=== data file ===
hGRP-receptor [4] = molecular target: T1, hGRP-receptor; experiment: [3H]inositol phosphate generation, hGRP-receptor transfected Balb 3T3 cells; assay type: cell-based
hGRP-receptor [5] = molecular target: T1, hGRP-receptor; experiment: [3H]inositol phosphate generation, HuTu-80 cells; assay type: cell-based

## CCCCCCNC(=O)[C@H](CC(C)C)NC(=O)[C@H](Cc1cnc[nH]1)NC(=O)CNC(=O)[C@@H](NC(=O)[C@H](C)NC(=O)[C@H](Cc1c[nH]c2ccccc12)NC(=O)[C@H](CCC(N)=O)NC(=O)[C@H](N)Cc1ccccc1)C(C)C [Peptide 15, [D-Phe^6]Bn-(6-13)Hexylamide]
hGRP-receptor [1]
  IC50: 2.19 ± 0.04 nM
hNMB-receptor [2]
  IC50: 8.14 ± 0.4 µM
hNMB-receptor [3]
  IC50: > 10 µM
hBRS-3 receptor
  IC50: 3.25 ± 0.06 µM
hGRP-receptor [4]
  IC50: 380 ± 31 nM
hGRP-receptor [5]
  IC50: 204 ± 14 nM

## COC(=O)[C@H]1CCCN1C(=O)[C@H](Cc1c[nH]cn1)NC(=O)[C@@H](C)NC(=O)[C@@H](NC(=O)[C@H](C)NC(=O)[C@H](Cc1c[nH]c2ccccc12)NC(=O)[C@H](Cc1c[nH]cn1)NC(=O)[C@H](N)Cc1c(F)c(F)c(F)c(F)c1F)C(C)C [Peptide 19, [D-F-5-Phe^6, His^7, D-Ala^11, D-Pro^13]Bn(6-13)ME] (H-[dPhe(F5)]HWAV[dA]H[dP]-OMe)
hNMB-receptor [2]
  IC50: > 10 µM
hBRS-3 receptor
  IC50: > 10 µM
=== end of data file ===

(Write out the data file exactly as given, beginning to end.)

hGRP-receptor [4] = molecular target: T1, hGRP-receptor; experiment: [3H]inositol phosphate generation, hGRP-receptor transfected Balb 3T3 cells; assay type: cell-based
hGRP-receptor [5] = molecular target: T1, hGRP-receptor; experiment: [3H]inositol phosphate generation, HuTu-80 cells; assay type: cell-based

## CCCCCCNC(=O)[C@H](CC(C)C)NC(=O)[C@H](Cc1cnc[nH]1)NC(=O)CNC(=O)[C@@H](NC(=O)[C@H](C)NC(=O)[C@H](Cc1c[nH]c2ccccc12)NC(=O)[C@H](CCC(N)=O)NC(=O)[C@H](N)Cc1ccccc1)C(C)C [Peptide 15, [D-Phe^6]Bn-(6-13)Hexylamide]
hGRP-receptor [1]
  IC50: 2.19 ± 0.04 nM
hNMB-receptor [2]
  IC50: 8.14 ± 0.4 µM
hNMB-receptor [3]
  IC50: > 10 µM
hBRS-3 receptor
  IC50: 3.25 ± 0.06 µM
hGRP-receptor [4]
  IC50: 380 ± 31 nM
hGRP-receptor [5]
  IC50: 204 ± 14 nM

## COC(=O)[C@H]1CCCN1C(=O)[C@H](Cc1c[nH]cn1)NC(=O)[C@@H](C)NC(=O)[C@@H](NC(=O)[C@H](C)NC(=O)[C@H](Cc1c[nH]c2ccccc12)NC(=O)[C@H](Cc1c[nH]cn1)NC(=O)[C@H](N)Cc1c(F)c(F)c(F)c(F)c1F)C(C)C [Peptide 19, [D-F-5-Phe^6, His^7, D-Ala^11, D-Pro^13]Bn(6-13)ME] (H-[dPhe(F5)]HWAV[dA]H[dP]-OMe)
hNMB-receptor [2]
  IC50: > 10 µM
hBRS-3 receptor
  IC50: > 10 µM